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What is a course walk and how does it help you ride a clear round?

What is a course walk and how does it help you ride a clear round?

In riding and in life, the key to success is preparation (and practice). A great way to prepare for the jumper ring or a cross-country course is to walk it before riding it. Course walks give you a closer look at the course and allow you to plan your strategy before getting into the saddle. Most horse show schedules provide a specific time before the class starts for riders to walk the course. Here are some things you should keep in mind as you are doing your course walk.

If your riding instructor is available, walk the course with them. They are familiar with your riding ability, habits, and your horse and can flag potential challenges in the course and provide guidance. When your riding instructor is not with you, consider doing your course walk with another rider and discuss the challenges. 

Learn the Course

Before you walk the course, take a photo of the posted course. This will help orient you as you begin your walking and help you remember the course. If you struggle with remembering the course, remember repetition is key. Walk the course multiple times and visualize your approach to the jumps. 

Every course will have challenges designed for the height and level of the class. As you walk the course, take note of these challenges and strategize your approach. Depending on the level, courses can include navigating complicated tracks, half-strides between two related fences, and spooky jumps.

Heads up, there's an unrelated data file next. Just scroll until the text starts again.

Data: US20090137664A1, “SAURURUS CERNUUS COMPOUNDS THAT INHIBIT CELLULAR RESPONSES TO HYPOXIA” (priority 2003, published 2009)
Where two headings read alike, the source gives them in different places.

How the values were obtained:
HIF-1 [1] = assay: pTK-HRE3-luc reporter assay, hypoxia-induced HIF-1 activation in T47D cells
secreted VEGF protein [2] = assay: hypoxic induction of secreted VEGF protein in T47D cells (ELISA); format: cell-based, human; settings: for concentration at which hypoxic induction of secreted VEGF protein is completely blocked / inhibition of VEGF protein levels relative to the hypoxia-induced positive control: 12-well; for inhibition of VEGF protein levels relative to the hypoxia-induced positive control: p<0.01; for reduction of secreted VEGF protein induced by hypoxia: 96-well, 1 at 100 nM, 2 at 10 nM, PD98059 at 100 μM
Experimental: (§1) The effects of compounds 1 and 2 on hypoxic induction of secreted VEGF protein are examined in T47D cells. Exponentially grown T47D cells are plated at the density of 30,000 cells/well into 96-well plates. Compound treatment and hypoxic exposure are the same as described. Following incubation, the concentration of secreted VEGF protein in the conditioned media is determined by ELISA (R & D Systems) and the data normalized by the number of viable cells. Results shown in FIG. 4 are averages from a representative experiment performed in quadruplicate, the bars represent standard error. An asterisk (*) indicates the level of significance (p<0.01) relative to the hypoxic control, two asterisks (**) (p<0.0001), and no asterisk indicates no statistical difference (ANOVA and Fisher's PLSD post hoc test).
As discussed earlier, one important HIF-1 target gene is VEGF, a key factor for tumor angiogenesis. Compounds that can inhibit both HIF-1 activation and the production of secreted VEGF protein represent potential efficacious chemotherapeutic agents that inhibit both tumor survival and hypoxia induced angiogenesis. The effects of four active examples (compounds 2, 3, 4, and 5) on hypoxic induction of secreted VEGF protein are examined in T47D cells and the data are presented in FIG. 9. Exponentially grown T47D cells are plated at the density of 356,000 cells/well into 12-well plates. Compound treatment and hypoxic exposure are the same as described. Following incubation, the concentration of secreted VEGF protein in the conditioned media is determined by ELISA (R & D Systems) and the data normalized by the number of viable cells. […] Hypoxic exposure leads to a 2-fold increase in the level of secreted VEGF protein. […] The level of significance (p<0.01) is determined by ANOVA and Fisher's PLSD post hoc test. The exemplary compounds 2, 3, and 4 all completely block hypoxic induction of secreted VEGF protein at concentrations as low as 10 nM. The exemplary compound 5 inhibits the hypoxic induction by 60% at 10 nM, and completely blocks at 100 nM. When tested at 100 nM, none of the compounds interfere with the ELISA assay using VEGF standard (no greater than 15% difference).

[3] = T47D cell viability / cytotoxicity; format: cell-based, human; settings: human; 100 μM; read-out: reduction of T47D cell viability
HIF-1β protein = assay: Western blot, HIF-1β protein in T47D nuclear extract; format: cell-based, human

While some riders will opt not to walk the course, it is best not to leave things to chance. Walking the course gives you time to prepare and know what is ahead so you can plan for success.

Course Walk

As you walk the course, plan your track to each fence and pace out the distance between fences. Also, consider a backup plan for each fence if things don’t go quite as planned. Watch for anything that might be challenging or spooky for you or your horse. Make a note and be aware, but don’t overthink these items. Over-anticipating problems can lead to other issues. 

To pace the distance between jumps, make sure your step is about three feet. Courses are usually set for a horse’s 12-foot stride, allowing for six feet for take-off and six feet for landing. If you walk two steps for take-off, you are measuring about six feet. The type of fence and height will also play a role in the distance between jumps. As the jumps increase in height, the margin for error will get smaller and smaller. 

Also, take note of where the start and finish timers are. You don’t want to ride a clean round and get disqualified on time because you didn’t know where they were placed. 

Watch other riders as they walk and ride the course. You can learn from their errors or notice something you missed on your course walk. This trick has the added advantage of helping you learn the course pattern.

We hope our guide helps you take on your next course with confidence!

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